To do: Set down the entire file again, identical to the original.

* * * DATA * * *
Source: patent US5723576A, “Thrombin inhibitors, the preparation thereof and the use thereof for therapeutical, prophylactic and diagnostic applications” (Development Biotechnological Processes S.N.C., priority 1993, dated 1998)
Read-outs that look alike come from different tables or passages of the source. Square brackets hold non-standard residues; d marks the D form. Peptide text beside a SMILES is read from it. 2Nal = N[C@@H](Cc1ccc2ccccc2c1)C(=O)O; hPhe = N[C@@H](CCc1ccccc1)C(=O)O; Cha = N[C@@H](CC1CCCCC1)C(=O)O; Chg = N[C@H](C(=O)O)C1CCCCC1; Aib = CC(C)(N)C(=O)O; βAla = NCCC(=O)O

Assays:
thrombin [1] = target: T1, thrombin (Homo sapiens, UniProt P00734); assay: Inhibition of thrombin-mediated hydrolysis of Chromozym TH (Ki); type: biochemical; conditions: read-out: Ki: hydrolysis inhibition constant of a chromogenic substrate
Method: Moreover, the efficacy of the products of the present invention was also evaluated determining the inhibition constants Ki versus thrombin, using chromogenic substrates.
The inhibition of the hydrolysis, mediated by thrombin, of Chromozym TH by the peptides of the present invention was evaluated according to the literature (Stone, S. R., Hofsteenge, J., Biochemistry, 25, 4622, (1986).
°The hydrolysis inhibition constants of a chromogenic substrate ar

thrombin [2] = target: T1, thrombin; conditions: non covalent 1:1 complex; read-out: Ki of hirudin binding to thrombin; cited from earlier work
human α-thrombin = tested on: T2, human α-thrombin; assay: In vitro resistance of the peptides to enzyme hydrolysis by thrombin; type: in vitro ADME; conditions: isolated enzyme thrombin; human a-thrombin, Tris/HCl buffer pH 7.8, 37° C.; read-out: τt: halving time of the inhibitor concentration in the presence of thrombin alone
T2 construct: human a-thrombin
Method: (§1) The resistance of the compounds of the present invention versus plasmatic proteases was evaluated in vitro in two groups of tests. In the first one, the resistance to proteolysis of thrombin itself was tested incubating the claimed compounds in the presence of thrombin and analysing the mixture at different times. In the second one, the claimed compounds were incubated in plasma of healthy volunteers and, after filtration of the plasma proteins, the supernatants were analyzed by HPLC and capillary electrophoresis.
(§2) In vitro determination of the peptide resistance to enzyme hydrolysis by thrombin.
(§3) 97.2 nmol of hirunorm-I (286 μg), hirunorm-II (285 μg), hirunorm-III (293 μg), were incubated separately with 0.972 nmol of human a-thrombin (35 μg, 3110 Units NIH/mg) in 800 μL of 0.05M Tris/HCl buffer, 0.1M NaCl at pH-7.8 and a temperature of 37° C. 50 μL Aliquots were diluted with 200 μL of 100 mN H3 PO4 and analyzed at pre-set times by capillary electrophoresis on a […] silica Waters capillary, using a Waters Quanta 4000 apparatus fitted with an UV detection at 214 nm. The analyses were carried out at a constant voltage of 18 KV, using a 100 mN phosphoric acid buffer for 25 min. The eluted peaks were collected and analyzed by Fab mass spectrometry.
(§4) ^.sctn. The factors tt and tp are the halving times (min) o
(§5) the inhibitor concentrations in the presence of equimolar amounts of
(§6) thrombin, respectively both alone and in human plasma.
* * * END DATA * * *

Source: patent US5723576A, “Thrombin inhibitors, the preparation thereof and the use thereof for therapeutical, prophylactic and diagnostic applications” (Development Biotechnological Processes S.N.C., priority 1993, dated 1998)
Read-outs that look alike come from different tables or passages of the source. Square brackets hold non-standard residues; d marks the D form. Peptide text beside a SMILES is read from it. 2Nal = N[C@@H](Cc1ccc2ccccc2c1)C(=O)O; hPhe = N[C@@H](CCc1ccccc1)C(=O)O; Cha = N[C@@H](CC1CCCCC1)C(=O)O; Chg = N[C@H](C(=O)O)C1CCCCC1; Aib = CC(C)(N)C(=O)O; βAla = NCCC(=O)O

Assays:
thrombin [1] = target: T1, thrombin (Homo sapiens, UniProt P00734); assay: Inhibition of thrombin-mediated hydrolysis of Chromozym TH (Ki); type: biochemical; conditions: read-out: Ki: hydrolysis inhibition constant of a chromogenic substrate
Method: Moreover, the efficacy of the products of the present invention was also evaluated determining the inhibition constants Ki versus thrombin, using chromogenic substrates.
The inhibition of the hydrolysis, mediated by thrombin, of Chromozym TH by the peptides of the present invention was evaluated according to the literature (Stone, S. R., Hofsteenge, J., Biochemistry, 25, 4622, (1986).
°The hydrolysis inhibition constants of a chromogenic substrate ar

thrombin [2] = target: T1, thrombin; conditions: non covalent 1:1 complex; read-out: Ki of hirudin binding to thrombin; cited from earlier work
human α-thrombin = tested on: T2, human α-thrombin; assay: In vitro resistance of the peptides to enzyme hydrolysis by thrombin; type: in vitro ADME; conditions: isolated enzyme thrombin; human a-thrombin, Tris/HCl buffer pH 7.8, 37° C.; read-out: τt: halving time of the inhibitor concentration in the presence of thrombin alone
T2 construct: human a-thrombin
Method: (§1) The resistance of the compounds of the present invention versus plasmatic proteases was evaluated in vitro in two groups of tests. In the first one, the resistance to proteolysis of thrombin itself was tested incubating the claimed compounds in the presence of thrombin and analysing the mixture at different times. In the second one, the claimed compounds were incubated in plasma of healthy volunteers and, after filtration of the plasma proteins, the supernatants were analyzed by HPLC and capillary electrophoresis.
(§2) In vitro determination of the peptide resistance to enzyme hydrolysis by thrombin.
(§3) 97.2 nmol of hirunorm-I (286 μg), hirunorm-II (285 μg), hirunorm-III (293 μg), were incubated separately with 0.972 nmol of human a-thrombin (35 μg, 3110 Units NIH/mg) in 800 μL of 0.05M Tris/HCl buffer, 0.1M NaCl at pH-7.8 and a temperature of 37° C. 50 μL Aliquots were diluted with 200 μL of 100 mN H3 PO4 and analyzed at pre-set times by capillary electrophoresis on a […] silica Waters capillary, using a Waters Quanta 4000 apparatus fitted with an UV detection at 214 nm. The analyses were carried out at a constant voltage of 18 KV, using a 100 mN phosphoric acid buffer for 25 min. The eluted peaks were collected and analyzed by Fab mass spectrometry.
(§4) ^.sctn. The factors tt and tp are the halving times (min) o
(§5) the inhibitor concentrations in the presence of equimolar amounts of
(§6) thrombin, respectively both alone and in human plasma.